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November 6, 1984

Iván Németh, 'Report for Members of the Political Committee on the China Consultation held in Tihany (Interkit)'

This document was made possible with support from MacArthur Foundation


Prepared in 2 copies.

Budapest, 6 November 1984


Hungarian Socialist Workers' Party

Central Committee

International Department



for members of the Political Committee

on the China consultation held in Tihany





Representatives of CC International Departments of the Bulgarian, Czechoslovak, Cuban, Laotian, Polish, Hungarian, Mongolian, GDR, Soviet and Vietnamese fraternal parties held their annual consultation on China in Tihany on 30-31 October 1984. Deputy head of department Comrade Géza Kótai as representative of the HSWP CC International Department attended and spoke at the meeting.[1]


Comrade Mihály Korom, member of the HSWP Political Committee met delegation leaders on 31 October, and provided information on the life situation in domestic politics and the state of preparations for the congress.


The consultation was conducted in plenary session, and abandoning earlier practice, no jointly produced analytical material was prepared on this occasion. According to the usual practice, participants adopted a Protocol Note, which was jointly drafted by the international departments of the HSWP and the CPSU CCs. The Protocol Notematerial following the sequence of thoughts below, summarized China's current situation in terms of domestic politics and ambitions in foreign policy:


- despite the enormous social-economic development achieved recently, China is in a complicated situation, and ongoing changes are contradictory and incomplete in their character. The delegations regard it necessary to follow study closely the course and outcome of economic reform that is being implemented;


- amidst a strained international situation, socialist countries have the intention to involve China, in some sort of a form, in their fight against imperialism. However, this does not imply that we will give up on our fundamental criticism of aspects of the PRC's foreign policy that collide with the interests of the socialist community; our attitude, as an objective factor, will help China to adhere to the socialist road of development;


- at the moment Chinese foreign policy still draws on the contradictions between the two world systems. At the same time countries in the socialist community need to exert efforts in order to utilize conflicts that exist between China and the capitalist states;


- 1984 saw some further positive steps taken forward in the state-to-state relations between China and a number of socialist countries. Country leaders met in the UN, and bilateral meetings were also held. At the same time Beijing's differentiation policy and their "people's diplomacy" are to be rejected. The conditions for the development of party-to-party and military relations with China have not been established yet. The delegations have confirmed their solidarity with the peoples of Indo-China;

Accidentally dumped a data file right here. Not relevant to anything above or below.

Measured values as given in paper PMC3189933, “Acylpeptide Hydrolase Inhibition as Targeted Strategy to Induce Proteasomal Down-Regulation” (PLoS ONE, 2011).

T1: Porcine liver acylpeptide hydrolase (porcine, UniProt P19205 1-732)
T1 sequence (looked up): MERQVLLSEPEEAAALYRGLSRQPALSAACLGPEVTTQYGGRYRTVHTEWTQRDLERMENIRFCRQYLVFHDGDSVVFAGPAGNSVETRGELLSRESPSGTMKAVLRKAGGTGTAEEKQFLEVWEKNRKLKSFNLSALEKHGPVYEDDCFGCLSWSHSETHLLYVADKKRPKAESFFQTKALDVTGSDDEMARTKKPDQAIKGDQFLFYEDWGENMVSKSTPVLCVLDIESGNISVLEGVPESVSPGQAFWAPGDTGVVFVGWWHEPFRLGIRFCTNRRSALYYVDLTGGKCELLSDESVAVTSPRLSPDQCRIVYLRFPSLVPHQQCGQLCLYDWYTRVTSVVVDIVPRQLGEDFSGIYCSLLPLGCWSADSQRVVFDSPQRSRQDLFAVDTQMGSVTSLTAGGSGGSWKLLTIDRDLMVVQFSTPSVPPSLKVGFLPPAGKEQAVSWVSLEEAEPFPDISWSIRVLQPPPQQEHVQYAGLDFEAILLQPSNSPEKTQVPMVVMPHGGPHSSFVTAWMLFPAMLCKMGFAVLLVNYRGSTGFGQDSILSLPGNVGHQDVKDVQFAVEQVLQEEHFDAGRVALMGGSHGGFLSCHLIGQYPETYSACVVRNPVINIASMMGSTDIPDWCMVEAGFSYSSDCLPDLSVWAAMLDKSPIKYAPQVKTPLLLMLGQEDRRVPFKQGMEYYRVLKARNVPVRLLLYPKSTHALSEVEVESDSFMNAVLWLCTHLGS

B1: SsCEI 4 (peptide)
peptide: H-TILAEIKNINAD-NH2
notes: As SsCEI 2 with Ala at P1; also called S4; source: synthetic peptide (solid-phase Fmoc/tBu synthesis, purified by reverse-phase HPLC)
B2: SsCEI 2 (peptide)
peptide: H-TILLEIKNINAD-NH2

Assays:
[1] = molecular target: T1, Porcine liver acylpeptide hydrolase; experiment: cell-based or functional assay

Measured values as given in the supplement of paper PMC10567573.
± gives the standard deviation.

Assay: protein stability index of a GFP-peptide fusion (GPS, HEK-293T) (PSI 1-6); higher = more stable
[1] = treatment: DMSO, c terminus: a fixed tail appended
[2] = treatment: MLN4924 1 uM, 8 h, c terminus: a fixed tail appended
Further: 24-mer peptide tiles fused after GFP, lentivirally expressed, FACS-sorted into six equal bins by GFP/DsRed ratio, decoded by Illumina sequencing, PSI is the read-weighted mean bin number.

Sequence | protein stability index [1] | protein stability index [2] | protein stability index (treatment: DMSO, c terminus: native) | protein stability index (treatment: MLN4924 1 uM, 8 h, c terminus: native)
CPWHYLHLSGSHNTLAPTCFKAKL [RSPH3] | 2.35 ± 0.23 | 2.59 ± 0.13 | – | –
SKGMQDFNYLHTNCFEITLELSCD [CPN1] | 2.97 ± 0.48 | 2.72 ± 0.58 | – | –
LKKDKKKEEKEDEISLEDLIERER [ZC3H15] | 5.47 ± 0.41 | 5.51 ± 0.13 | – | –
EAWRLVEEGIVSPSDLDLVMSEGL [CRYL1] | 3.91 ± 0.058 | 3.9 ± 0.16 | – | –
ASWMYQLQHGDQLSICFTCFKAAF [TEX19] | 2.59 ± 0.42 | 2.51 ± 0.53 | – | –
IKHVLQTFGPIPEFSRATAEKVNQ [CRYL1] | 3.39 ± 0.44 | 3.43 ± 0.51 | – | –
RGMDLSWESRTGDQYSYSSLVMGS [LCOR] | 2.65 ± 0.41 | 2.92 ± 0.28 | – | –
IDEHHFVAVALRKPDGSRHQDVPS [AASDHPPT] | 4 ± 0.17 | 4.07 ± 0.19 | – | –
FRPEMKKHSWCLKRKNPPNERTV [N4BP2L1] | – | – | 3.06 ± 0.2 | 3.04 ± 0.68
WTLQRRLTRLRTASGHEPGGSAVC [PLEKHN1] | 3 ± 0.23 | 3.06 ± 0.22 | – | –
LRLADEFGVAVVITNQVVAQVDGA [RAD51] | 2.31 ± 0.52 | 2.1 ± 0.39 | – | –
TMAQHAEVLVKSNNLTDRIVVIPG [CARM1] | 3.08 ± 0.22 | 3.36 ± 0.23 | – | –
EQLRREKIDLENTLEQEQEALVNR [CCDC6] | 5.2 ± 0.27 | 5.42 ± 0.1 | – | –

- the idea of "new internationalism" supported by the PRC aims to review the principles of the internationalism of the proletariat. The delegations were of the opinion that, in the current situation, influence needed to be exerted on our friends working in the revolutionary-democratic movement in order not to restore develop their relations with the Chinese Communist Party without due deliberation.


- A brief exchange of information and views on the Albanian question also took place at the meeting. The Protocol Note refers to the uniformity of evaluation by fraternal parties in this respect, and calls on all the countries involved to preserve, reinforce, and develop existing forms of cooperation with Albania as much as possible.


The Protocol Note is supplemented with an Appendix that deals with celebrating the 40th anniversary of the victory over fascism. This draft was prepared by the Soviet comrades, and was submitted jointly with us.


The text of the document and its appendix was finalized by the editorial board. Most of the proposals for amendment, approximately twenty, were submitted by the SED delegation. Some of these proposals were meant to serve accuracy and objectivity, while some of them aimed to harden the tone of the document. With a number of modifications, the proposals set forth by the SED were accepted by the editorial board.


The Vietnamese comrades submitted four, but major modifications to the text. They requested the word "direct" to be omitted from the draft that said that conditions for restoring "direct" contacts between parties do not exist currently. The Hungarian delegation was in favor of the original wording, then proposed "official" party relations after some debate. The board agreed to the Vietnamese proposal.


The representative of the CPV suggested that the document should include a passage that stated that our countries would coordinate "with them" (with countries in Indo-China) in terms of fending off pressure exerted by Beijing. This proposal was supported by none of the delegations. The representative of Bulgaria suggested that we should accept the modification without the wording "with them". The Hungarian delegation was in favor of preserving the original wording of the draft document. The editorial board eventually accepted a Soviet-Bulgarian wording that was based on what Bulgaria proposed.  


The representative of Vietnam suggested that the adjective "enormous" describing the achievements in Chinese domestic development be replaced by "some". The proposal was rejected.


The Vietnamese comrades proposed that the step forward in the relations between China and a number of socialist countries should not be described as "positive" in the document. The proposal was rejected.